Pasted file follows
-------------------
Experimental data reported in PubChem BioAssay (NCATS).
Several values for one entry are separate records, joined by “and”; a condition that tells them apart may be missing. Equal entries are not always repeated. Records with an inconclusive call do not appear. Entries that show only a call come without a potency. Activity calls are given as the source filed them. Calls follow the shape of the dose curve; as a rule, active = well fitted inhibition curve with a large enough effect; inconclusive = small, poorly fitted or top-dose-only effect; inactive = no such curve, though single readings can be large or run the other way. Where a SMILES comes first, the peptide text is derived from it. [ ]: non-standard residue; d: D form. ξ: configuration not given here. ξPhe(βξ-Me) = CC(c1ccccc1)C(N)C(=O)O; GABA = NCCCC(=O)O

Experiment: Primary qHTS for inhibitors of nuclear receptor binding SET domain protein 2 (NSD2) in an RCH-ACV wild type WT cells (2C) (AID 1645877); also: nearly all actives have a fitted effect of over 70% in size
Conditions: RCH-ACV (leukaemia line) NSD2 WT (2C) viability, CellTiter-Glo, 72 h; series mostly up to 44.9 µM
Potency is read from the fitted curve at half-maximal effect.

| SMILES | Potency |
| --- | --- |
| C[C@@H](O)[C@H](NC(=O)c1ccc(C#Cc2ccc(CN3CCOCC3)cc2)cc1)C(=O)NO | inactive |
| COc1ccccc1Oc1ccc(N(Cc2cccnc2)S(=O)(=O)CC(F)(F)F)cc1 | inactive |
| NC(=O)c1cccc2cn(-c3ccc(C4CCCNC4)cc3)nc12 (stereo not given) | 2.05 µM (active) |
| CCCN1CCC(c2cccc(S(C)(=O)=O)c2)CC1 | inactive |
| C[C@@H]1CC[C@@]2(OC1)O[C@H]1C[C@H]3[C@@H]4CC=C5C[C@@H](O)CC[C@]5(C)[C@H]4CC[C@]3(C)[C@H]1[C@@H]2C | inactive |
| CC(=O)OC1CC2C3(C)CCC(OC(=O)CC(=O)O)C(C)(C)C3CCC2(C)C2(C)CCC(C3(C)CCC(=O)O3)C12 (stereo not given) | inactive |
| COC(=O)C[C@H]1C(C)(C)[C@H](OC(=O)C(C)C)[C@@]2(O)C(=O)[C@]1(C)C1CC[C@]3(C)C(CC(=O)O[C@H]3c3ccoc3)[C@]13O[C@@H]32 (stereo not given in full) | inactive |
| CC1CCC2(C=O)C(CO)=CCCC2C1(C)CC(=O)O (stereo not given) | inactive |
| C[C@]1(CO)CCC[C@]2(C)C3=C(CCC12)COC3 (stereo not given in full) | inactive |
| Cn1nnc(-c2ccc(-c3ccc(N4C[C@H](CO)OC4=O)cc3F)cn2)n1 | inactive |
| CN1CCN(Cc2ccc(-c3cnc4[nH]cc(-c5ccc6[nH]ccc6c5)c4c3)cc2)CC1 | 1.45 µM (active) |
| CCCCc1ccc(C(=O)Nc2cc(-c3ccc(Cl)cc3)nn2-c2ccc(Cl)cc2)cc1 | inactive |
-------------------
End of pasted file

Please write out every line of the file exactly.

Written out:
Experimental data reported in PubChem BioAssay (NCATS).
Several values for one entry are separate records, joined by “and”; a condition that tells them apart may be missing. Equal entries are not always repeated. Records with an inconclusive call do not appear. Entries that show only a call come without a potency. Activity calls are given as the source filed them. Calls follow the shape of the dose curve; as a rule, active = well fitted inhibition curve with a large enough effect; inconclusive = small, poorly fitted or top-dose-only effect; inactive = no such curve, though single readings can be large or run the other way. Where a SMILES comes first, the peptide text is derived from it. [ ]: non-standard residue; d: D form. ξ: configuration not given here. ξPhe(βξ-Me) = CC(c1ccccc1)C(N)C(=O)O; GABA = NCCCC(=O)O

Experiment: Primary qHTS for inhibitors of nuclear receptor binding SET domain protein 2 (NSD2) in an RCH-ACV wild type WT cells (2C) (AID 1645877); also: nearly all actives have a fitted effect of over 70% in size
Conditions: RCH-ACV (leukaemia line) NSD2 WT (2C) viability, CellTiter-Glo, 72 h; series mostly up to 44.9 µM
Potency is read from the fitted curve at half-maximal effect.

| SMILES | Potency |
| --- | --- |
| C[C@@H](O)[C@H](NC(=O)c1ccc(C#Cc2ccc(CN3CCOCC3)cc2)cc1)C(=O)NO | inactive |
| COc1ccccc1Oc1ccc(N(Cc2cccnc2)S(=O)(=O)CC(F)(F)F)cc1 | inactive |
| NC(=O)c1cccc2cn(-c3ccc(C4CCCNC4)cc3)nc12 (stereo not given) | 2.05 µM (active) |
| CCCN1CCC(c2cccc(S(C)(=O)=O)c2)CC1 | inactive |
| C[C@@H]1CC[C@@]2(OC1)O[C@H]1C[C@H]3[C@@H]4CC=C5C[C@@H](O)CC[C@]5(C)[C@H]4CC[C@]3(C)[C@H]1[C@@H]2C | inactive |
| CC(=O)OC1CC2C3(C)CCC(OC(=O)CC(=O)O)C(C)(C)C3CCC2(C)C2(C)CCC(C3(C)CCC(=O)O3)C12 (stereo not given) | inactive |
| COC(=O)C[C@H]1C(C)(C)[C@H](OC(=O)C(C)C)[C@@]2(O)C(=O)[C@]1(C)C1CC[C@]3(C)C(CC(=O)O[C@H]3c3ccoc3)[C@]13O[C@@H]32 (stereo not given in full) | inactive |
| CC1CCC2(C=O)C(CO)=CCCC2C1(C)CC(=O)O (stereo not given) | inactive |
| C[C@]1(CO)CCC[C@]2(C)C3=C(CCC12)COC3 (stereo not given in full) | inactive |
| Cn1nnc(-c2ccc(-c3ccc(N4C[C@H](CO)OC4=O)cc3F)cn2)n1 | inactive |
| CN1CCN(Cc2ccc(-c3cnc4[nH]cc(-c5ccc6[nH]ccc6c5)c4c3)cc2)CC1 | 1.45 µM (active) |
| CCCCc1ccc(C(=O)Nc2cc(-c3ccc(Cl)cc3)nn2-c2ccc(Cl)cc2)cc1 | inactive |